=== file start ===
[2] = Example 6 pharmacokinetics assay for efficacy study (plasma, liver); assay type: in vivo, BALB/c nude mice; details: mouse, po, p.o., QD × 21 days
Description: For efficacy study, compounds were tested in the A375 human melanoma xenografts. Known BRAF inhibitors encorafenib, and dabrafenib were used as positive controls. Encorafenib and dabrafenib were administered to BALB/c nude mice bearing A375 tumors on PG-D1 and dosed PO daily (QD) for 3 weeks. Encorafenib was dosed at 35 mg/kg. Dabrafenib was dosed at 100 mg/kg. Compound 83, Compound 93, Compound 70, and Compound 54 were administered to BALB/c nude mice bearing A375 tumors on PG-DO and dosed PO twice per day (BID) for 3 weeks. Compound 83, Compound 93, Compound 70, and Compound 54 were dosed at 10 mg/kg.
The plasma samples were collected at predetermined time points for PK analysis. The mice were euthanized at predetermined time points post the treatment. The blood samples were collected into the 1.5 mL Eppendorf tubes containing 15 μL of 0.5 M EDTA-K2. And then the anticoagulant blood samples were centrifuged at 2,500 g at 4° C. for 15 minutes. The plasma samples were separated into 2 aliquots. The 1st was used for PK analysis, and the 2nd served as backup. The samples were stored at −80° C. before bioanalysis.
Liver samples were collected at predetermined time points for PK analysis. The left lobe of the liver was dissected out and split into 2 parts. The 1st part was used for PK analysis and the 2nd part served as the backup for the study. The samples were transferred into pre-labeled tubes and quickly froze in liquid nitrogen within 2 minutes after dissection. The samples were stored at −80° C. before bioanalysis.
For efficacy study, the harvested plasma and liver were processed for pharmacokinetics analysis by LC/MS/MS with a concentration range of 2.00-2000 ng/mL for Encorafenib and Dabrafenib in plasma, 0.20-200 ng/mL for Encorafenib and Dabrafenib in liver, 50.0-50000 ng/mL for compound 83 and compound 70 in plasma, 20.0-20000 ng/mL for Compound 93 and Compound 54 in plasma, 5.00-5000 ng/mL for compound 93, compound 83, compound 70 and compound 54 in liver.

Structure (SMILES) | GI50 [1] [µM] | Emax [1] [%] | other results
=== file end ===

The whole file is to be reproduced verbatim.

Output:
[2] = Example 6 pharmacokinetics assay for efficacy study (plasma, liver); assay type: in vivo, BALB/c nude mice; details: mouse, po, p.o., QD × 21 days
Description: For efficacy study, compounds were tested in the A375 human melanoma xenografts. Known BRAF inhibitors encorafenib, and dabrafenib were used as positive controls. Encorafenib and dabrafenib were administered to BALB/c nude mice bearing A375 tumors on PG-D1 and dosed PO daily (QD) for 3 weeks. Encorafenib was dosed at 35 mg/kg. Dabrafenib was dosed at 100 mg/kg. Compound 83, Compound 93, Compound 70, and Compound 54 were administered to BALB/c nude mice bearing A375 tumors on PG-DO and dosed PO twice per day (BID) for 3 weeks. Compound 83, Compound 93, Compound 70, and Compound 54 were dosed at 10 mg/kg.
The plasma samples were collected at predetermined time points for PK analysis. The mice were euthanized at predetermined time points post the treatment. The blood samples were collected into the 1.5 mL Eppendorf tubes containing 15 μL of 0.5 M EDTA-K2. And then the anticoagulant blood samples were centrifuged at 2,500 g at 4° C. for 15 minutes. The plasma samples were separated into 2 aliquots. The 1st was used for PK analysis, and the 2nd served as backup. The samples were stored at −80° C. before bioanalysis.
Liver samples were collected at predetermined time points for PK analysis. The left lobe of the liver was dissected out and split into 2 parts. The 1st part was used for PK analysis and the 2nd part served as the backup for the study. The samples were transferred into pre-labeled tubes and quickly froze in liquid nitrogen within 2 minutes after dissection. The samples were stored at −80° C. before bioanalysis.
For efficacy study, the harvested plasma and liver were processed for pharmacokinetics analysis by LC/MS/MS with a concentration range of 2.00-2000 ng/mL for Encorafenib and Dabrafenib in plasma, 0.20-200 ng/mL for Encorafenib and Dabrafenib in liver, 50.0-50000 ng/mL for compound 83 and compound 70 in plasma, 20.0-20000 ng/mL for Compound 93 and Compound 54 in plasma, 5.00-5000 ng/mL for compound 93, compound 83, compound 70 and compound 54 in liver.

Structure (SMILES) | GI50 [1] [µM] | Emax [1] [%] | other results